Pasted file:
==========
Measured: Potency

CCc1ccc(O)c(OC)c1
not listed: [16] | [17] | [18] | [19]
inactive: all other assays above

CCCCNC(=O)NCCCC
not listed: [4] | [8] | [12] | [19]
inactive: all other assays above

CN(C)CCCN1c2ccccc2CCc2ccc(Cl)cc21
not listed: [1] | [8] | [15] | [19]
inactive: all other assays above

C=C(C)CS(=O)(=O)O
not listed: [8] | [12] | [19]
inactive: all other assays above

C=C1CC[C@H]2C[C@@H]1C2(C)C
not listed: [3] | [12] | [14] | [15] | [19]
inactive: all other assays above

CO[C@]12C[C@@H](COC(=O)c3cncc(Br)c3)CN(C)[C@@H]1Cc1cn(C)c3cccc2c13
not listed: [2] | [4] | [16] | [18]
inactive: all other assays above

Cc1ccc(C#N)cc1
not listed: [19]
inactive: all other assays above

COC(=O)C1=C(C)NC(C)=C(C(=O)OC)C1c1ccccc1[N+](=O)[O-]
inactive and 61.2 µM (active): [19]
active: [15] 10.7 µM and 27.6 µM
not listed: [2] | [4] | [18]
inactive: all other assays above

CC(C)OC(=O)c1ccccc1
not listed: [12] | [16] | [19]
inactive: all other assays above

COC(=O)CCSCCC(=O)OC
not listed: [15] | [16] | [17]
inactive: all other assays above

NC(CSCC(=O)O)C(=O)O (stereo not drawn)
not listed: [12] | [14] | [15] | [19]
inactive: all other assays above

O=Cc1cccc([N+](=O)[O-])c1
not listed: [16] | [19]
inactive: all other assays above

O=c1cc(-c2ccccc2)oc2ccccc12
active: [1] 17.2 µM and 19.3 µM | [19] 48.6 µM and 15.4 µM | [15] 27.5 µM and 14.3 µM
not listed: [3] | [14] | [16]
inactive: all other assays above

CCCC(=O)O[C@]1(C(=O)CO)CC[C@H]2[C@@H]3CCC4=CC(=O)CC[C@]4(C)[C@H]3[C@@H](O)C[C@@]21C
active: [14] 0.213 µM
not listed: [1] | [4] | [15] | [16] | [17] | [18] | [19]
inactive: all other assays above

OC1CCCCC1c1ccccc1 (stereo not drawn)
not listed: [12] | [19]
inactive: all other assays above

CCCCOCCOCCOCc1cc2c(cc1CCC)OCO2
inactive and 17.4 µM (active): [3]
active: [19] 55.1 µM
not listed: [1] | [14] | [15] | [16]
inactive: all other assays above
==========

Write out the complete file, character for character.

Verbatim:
Measured: Potency

CCc1ccc(O)c(OC)c1
not listed: [16] | [17] | [18] | [19]
inactive: all other assays above

CCCCNC(=O)NCCCC
not listed: [4] | [8] | [12] | [19]
inactive: all other assays above

CN(C)CCCN1c2ccccc2CCc2ccc(Cl)cc21
not listed: [1] | [8] | [15] | [19]
inactive: all other assays above

C=C(C)CS(=O)(=O)O
not listed: [8] | [12] | [19]
inactive: all other assays above

C=C1CC[C@H]2C[C@@H]1C2(C)C
not listed: [3] | [12] | [14] | [15] | [19]
inactive: all other assays above

CO[C@]12C[C@@H](COC(=O)c3cncc(Br)c3)CN(C)[C@@H]1Cc1cn(C)c3cccc2c13
not listed: [2] | [4] | [16] | [18]
inactive: all other assays above

Cc1ccc(C#N)cc1
not listed: [19]
inactive: all other assays above

COC(=O)C1=C(C)NC(C)=C(C(=O)OC)C1c1ccccc1[N+](=O)[O-]
inactive and 61.2 µM (active): [19]
active: [15] 10.7 µM and 27.6 µM
not listed: [2] | [4] | [18]
inactive: all other assays above

CC(C)OC(=O)c1ccccc1
not listed: [12] | [16] | [19]
inactive: all other assays above

COC(=O)CCSCCC(=O)OC
not listed: [15] | [16] | [17]
inactive: all other assays above

NC(CSCC(=O)O)C(=O)O (stereo not drawn)
not listed: [12] | [14] | [15] | [19]
inactive: all other assays above

O=Cc1cccc([N+](=O)[O-])c1
not listed: [16] | [19]
inactive: all other assays above

O=c1cc(-c2ccccc2)oc2ccccc12
active: [1] 17.2 µM and 19.3 µM | [19] 48.6 µM and 15.4 µM | [15] 27.5 µM and 14.3 µM
not listed: [3] | [14] | [16]
inactive: all other assays above

CCCC(=O)O[C@]1(C(=O)CO)CC[C@H]2[C@@H]3CCC4=CC(=O)CC[C@]4(C)[C@H]3[C@@H](O)C[C@@]21C
active: [14] 0.213 µM
not listed: [1] | [4] | [15] | [16] | [17] | [18] | [19]
inactive: all other assays above

OC1CCCCC1c1ccccc1 (stereo not drawn)
not listed: [12] | [19]
inactive: all other assays above

CCCCOCCOCCOCc1cc2c(cc1CCC)OCO2
inactive and 17.4 µM (active): [3]
active: [19] 55.1 µM
not listed: [1] | [14] | [15] | [16]
inactive: all other assays above